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How Do Third World Farmers Control Termite Pests Without Insecticides?

How Do Third World Farmers Control Termite Pests Without Insecticides?

It can be safely said that most people living in America consider termites to be among the most damaging of insect pests. However, termite damage in America is limited almost entirely to timber-framed structures. With the exception of Formosan termite damage to certain fruit trees, American crops are free from termite-related pest issues. But in other countries, termites can be damaging to structures and crops alike. Today there are nearly twenty nine hundred termite species that have been documented, and a good number of these species inhabit regions of Africa. No continent on earth is as rich in termite life as the continent of Africa. Understandably, Africa’s diverse termite species can be problematic for native farmers. Most African nations are relatively underdeveloped industrially, which means that native farmers are lacking advanced methods of insect pest control. Despite Africa’s lack of modern advancements in the field of agriculture, native farmers make use of several traditional and highly obscure methods of insect pest control in their crops.

In the African country of Benin, the crops that are the most vulnerable to termite damage include maize, sorghum, yam, rice, peanut, Bambara groundnut, and millet. Not long ago American academics conducted research concerning the pest control methods used by farmers in developing African countries. The researchers found that termite-related crop damage greatly hindered agricultural production in Benin and other African countries. Unlike American farmers, African farmers are forced to contend with large regions of land that contain numerous termite mounds. The removal of these mounds is a necessity in order to prevent termite-induced crop damage on nearby farms. These mounds are also obstacles for plowing machinery. Unfortunately, there does not exist any advanced methods of mound-removal, so many African farmers must laboriously use their own hands to remove termite mounds that are located dangerously close to their farms. Many farmers in Benin use salt to keep termites away from stored grains since no chemical insecticides are available to them. In order to create improvised bait traps to reduce termite populations in crops, farmers in Nigeria and Ghana specifically obtain cow dung to attract termites to poison. However, in other African nations cow dung is not utilized as a form of bait; instead cow dung is used as a fertilizer that inconveniently attracts more termite pests to crops. There is some evidence to suggest that the use of cow dung in improvised bait traps is effective. This evidence has prompted further research into the use of cow dung for termite control purposes.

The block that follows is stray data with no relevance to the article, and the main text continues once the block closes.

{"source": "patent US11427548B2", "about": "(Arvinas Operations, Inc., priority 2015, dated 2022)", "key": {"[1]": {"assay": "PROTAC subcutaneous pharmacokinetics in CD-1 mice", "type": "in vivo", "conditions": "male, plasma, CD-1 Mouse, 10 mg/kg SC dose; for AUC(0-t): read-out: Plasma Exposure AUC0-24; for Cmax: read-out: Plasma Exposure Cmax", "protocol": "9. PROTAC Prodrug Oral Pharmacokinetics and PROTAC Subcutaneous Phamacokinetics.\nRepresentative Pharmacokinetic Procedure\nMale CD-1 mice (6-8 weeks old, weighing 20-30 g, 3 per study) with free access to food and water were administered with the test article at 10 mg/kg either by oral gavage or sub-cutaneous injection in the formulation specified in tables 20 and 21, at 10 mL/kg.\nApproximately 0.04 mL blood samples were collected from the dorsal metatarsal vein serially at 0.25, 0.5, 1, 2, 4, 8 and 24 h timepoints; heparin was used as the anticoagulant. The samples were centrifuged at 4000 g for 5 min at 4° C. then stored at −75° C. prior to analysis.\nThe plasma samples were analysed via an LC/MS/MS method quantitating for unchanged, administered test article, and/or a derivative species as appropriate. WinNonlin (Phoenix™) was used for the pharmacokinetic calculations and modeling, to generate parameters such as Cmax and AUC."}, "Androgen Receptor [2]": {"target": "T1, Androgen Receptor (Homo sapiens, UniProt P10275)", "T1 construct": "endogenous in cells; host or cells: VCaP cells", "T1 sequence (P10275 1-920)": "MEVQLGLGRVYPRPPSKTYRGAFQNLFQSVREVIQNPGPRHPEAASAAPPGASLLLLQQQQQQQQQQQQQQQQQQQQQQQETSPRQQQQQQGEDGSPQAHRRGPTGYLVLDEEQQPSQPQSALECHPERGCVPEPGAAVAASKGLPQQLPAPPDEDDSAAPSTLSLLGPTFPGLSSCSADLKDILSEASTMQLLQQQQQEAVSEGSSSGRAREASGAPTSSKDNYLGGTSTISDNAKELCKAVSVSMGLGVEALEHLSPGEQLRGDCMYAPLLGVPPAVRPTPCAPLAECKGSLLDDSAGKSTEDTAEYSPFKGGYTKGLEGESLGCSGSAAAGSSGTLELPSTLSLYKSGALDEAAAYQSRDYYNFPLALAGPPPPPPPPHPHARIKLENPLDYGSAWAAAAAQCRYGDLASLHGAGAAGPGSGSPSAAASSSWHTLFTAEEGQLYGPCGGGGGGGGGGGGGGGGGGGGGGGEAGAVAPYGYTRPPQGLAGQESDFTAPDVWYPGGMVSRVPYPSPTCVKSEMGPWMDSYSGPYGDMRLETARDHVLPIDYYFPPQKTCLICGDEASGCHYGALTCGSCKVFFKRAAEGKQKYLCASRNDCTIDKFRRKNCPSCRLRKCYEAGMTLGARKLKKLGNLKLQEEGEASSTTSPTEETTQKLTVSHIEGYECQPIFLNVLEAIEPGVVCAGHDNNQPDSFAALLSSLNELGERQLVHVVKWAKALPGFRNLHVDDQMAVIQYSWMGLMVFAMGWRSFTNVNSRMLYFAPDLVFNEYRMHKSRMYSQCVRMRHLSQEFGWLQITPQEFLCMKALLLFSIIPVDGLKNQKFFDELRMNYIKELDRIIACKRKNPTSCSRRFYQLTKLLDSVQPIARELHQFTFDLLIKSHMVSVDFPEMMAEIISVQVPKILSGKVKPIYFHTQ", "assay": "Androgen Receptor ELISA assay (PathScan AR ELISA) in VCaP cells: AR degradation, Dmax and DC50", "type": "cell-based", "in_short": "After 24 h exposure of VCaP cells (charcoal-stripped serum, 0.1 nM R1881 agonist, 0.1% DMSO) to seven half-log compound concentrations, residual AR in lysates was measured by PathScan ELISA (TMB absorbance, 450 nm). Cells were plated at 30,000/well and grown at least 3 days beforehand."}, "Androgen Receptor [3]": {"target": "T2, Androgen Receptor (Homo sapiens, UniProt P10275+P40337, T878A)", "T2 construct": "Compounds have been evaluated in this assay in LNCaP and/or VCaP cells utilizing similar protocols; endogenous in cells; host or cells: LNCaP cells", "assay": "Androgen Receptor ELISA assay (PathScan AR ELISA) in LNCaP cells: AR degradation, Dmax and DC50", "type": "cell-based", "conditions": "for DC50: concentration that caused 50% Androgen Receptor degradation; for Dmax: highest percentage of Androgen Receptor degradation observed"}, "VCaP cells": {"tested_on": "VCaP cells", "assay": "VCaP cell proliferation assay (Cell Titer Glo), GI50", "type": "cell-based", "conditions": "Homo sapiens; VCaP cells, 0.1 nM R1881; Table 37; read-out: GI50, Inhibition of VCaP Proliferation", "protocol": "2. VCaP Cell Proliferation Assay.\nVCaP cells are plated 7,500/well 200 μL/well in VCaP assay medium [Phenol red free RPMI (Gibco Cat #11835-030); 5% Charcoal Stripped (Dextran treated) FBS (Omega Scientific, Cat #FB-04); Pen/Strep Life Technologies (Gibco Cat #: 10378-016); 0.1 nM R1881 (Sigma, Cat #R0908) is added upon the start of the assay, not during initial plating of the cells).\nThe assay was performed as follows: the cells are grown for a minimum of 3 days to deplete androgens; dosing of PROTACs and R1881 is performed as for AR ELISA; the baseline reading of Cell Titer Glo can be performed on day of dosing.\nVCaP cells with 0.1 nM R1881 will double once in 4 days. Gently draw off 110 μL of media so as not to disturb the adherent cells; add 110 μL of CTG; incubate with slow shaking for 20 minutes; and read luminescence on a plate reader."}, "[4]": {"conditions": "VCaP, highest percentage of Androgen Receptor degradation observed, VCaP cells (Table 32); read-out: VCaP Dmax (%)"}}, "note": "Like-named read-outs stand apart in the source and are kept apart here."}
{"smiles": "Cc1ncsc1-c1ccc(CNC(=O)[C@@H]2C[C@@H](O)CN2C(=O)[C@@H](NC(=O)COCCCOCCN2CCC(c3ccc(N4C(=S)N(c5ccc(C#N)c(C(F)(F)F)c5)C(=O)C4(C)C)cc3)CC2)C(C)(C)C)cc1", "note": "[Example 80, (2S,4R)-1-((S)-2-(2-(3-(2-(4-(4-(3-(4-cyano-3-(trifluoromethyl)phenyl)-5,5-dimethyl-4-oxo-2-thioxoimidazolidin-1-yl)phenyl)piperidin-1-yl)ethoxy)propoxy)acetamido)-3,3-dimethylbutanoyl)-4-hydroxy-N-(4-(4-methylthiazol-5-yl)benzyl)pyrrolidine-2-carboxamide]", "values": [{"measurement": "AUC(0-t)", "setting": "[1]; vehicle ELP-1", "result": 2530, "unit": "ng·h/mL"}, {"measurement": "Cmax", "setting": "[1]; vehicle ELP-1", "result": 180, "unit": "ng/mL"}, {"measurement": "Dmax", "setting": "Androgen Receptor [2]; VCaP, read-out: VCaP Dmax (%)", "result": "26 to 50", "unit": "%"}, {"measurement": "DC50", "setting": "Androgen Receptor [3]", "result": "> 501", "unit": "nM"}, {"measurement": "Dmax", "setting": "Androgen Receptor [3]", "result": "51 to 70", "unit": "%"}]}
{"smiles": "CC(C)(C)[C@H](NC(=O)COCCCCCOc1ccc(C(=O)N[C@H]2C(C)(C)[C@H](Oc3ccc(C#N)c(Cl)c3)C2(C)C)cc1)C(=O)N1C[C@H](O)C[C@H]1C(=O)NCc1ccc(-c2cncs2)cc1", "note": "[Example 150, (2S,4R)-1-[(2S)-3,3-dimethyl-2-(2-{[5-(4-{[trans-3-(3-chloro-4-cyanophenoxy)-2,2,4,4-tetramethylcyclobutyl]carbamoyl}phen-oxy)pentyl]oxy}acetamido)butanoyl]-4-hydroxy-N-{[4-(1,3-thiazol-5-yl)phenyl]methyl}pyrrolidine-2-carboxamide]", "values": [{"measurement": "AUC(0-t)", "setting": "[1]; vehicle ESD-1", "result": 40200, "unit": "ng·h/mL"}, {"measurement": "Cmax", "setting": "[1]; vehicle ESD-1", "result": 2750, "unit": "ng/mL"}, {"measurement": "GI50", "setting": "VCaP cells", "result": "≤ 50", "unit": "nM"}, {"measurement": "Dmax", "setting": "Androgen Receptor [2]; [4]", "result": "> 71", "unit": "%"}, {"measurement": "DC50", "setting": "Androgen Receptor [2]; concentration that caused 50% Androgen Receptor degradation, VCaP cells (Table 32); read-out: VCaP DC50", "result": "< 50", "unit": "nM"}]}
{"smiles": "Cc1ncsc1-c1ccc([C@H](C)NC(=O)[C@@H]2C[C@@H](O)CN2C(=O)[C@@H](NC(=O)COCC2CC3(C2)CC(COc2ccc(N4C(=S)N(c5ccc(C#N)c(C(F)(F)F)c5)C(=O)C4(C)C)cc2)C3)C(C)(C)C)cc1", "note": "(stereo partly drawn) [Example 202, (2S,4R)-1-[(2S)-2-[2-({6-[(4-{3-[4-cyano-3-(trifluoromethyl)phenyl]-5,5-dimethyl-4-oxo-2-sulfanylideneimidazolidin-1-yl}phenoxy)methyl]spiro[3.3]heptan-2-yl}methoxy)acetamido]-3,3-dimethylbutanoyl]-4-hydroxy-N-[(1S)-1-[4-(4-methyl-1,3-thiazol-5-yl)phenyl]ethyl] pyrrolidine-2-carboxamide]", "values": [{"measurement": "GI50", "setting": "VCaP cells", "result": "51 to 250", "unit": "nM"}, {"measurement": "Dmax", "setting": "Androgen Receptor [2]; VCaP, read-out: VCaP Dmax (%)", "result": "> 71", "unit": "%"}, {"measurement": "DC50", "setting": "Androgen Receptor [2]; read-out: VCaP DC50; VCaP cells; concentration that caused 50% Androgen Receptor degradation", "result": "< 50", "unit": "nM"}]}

Do you think that the international community should take a greater interest in preventing insect pest damage to African crops since the native population is largely dependent on agricultural food products?

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